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      PA to Receive $100 Million from Saudi Arabia

      The Palestinian Authority, facing its worst financial crisis ever, will receive financial assistance from Saudi Arabia.
      By Elad Benari
      First Publish: 1/17/2013, 4:15 AM

      Money (illustration)
      Money (illustration)
      Flash 90

      The Palestinian Authority, facing its worst financial crisis ever, will receive financial assistance from Saudi Arabia, it was announced Wednesday.

      According to the Bethlehem-based Ma’an news agency, the PA’s finance minister, Nabil Qassis, said that Saudi Arabia has pledged $100 million to the PA to ease the government's financial crisis.

      Nabil Qassis told Ma'an that government employees would be paid as soon as the funds were received, but he said no date had been set for the transfer.

      Qassis added that the PA had not yet received $26 million promised by Algeria.

      Last month, the Arab League states pledged to pay the PA $100 million a month in a “safety net”, but have yet to deliver.

      PA Chairman Mahmoud Abbas, who has struggled to convince the Arab countries to deliver the monthly "safety net", thanked Saudi Arabia, a longtime benefactor to his government, for the funds.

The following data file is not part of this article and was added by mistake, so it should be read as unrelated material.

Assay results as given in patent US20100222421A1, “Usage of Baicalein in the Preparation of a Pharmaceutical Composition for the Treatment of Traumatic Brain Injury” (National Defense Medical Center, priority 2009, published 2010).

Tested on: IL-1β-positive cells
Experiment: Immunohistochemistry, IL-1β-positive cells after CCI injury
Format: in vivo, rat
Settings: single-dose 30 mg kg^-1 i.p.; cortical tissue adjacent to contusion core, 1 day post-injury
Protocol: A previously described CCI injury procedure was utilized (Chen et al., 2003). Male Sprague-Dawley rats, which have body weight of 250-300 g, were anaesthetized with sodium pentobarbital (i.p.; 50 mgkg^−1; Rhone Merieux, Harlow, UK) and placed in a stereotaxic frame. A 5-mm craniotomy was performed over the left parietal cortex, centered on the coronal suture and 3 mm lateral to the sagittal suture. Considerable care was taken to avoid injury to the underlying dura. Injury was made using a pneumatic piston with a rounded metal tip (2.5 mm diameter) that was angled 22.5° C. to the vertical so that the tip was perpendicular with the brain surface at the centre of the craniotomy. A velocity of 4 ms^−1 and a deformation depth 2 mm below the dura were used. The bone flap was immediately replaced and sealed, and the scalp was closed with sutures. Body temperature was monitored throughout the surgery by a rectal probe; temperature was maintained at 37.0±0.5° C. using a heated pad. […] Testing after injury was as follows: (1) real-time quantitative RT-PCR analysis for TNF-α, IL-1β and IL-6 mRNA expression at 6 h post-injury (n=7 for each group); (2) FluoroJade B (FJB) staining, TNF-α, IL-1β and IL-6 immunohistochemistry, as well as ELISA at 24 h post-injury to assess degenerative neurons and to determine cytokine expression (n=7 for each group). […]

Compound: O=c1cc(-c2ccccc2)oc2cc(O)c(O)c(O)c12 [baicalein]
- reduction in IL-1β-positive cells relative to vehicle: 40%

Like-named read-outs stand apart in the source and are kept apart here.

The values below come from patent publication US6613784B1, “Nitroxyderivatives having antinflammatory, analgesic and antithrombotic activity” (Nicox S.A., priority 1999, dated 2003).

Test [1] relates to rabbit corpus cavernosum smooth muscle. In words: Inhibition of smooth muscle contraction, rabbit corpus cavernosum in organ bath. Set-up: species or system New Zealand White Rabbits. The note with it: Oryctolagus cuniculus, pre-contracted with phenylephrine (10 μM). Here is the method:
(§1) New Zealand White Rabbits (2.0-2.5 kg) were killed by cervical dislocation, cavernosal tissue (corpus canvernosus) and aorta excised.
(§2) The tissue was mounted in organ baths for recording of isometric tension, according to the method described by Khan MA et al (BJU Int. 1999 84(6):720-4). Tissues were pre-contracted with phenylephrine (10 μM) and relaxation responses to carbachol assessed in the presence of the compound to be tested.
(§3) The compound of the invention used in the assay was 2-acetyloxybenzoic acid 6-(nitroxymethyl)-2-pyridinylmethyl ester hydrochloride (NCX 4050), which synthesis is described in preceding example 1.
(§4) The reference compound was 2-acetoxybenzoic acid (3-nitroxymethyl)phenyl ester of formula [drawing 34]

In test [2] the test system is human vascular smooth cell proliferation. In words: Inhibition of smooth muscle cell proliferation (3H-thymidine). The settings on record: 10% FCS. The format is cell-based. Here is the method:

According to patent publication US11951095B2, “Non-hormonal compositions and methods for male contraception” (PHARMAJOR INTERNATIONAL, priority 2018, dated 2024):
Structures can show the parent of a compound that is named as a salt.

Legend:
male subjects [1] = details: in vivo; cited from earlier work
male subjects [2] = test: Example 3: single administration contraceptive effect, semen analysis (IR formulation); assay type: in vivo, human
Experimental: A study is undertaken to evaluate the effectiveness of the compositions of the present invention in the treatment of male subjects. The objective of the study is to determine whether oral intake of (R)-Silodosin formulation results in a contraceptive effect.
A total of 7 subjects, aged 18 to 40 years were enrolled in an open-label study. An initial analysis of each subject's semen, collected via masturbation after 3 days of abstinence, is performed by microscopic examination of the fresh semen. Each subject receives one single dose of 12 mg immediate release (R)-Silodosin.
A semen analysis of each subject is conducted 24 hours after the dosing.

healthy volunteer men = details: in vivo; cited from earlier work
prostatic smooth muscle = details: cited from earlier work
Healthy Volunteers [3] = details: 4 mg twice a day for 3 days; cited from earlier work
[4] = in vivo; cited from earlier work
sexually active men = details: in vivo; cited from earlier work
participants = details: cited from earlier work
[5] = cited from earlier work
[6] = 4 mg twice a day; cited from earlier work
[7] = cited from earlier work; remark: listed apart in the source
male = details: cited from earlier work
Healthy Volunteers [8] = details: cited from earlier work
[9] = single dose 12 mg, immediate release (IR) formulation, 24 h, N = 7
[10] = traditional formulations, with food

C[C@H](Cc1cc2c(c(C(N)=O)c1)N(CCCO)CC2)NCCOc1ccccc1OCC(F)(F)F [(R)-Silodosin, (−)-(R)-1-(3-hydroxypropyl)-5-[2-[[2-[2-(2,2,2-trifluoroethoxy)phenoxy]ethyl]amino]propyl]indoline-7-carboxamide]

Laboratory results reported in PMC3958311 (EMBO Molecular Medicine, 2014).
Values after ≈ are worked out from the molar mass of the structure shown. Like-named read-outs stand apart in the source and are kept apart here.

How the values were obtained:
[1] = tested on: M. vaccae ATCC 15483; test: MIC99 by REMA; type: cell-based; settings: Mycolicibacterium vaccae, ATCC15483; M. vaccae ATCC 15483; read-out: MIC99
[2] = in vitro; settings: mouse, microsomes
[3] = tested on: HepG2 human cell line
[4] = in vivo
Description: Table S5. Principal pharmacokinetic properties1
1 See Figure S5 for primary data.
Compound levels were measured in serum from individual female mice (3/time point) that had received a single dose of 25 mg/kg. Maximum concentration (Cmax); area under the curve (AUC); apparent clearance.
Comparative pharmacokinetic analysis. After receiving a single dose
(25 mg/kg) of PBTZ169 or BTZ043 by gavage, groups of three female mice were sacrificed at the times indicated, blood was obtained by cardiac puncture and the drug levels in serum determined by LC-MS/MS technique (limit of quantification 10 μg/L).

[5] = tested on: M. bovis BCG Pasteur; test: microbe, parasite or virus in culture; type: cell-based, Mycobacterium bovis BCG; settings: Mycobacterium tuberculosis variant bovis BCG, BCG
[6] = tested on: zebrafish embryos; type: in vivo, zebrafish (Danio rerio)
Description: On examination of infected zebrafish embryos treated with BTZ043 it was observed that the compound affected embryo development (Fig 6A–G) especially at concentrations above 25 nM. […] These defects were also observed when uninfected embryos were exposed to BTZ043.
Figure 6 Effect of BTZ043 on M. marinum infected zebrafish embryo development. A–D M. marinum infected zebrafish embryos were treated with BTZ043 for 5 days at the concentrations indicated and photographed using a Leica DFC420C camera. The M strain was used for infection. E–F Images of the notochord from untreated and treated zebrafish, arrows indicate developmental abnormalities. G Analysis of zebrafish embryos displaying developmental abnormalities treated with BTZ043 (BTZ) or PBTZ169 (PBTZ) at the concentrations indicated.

"The state's budget is facing a large deficit as a result of the docking of Palestinian money by the Israeli government as a punitive step after the UN recognition of Palestine as an observer state," Abbas said in a statement quoted by Ma’an.

      As he usually does, Abbas blamed Israel for withholding the tax revenues it collects for the PA as the source of the problem.

      Usually, Israel transfers about $120 million in customs duties on goods destined for PA markets that transit through Israeli ports, and which constitute a large percentage of the PA budget. Israel decided to withhold the taxes for several months in a direct response to Abbas's unilateral move at the United Nations.

      Ma’an noted that full salaries for public sector workers in the PA have not been paid in almost three months and government initiatives to increase revenue by collecting years worth of electricity and water bills from the public have been hampered by street protests.

      The Saudi aid will make little progress toward lowering the government's debt of more than $1.3 billion to banks and hundreds of millions of dollars in unpaid contracts to the private sector, the report said.

      It should be noted that the PA, which has been screaming for foreign funds to stay solvent, spends six percent of its annual budget to pay $4.5 million a month to jailed terrorists and another $6.5 million to their families.

      Recent reports indicated that the PA had granted jailed terrorists hefty pay hikes for murdering Israelis, with salaries higher for those with Israeli citizenship.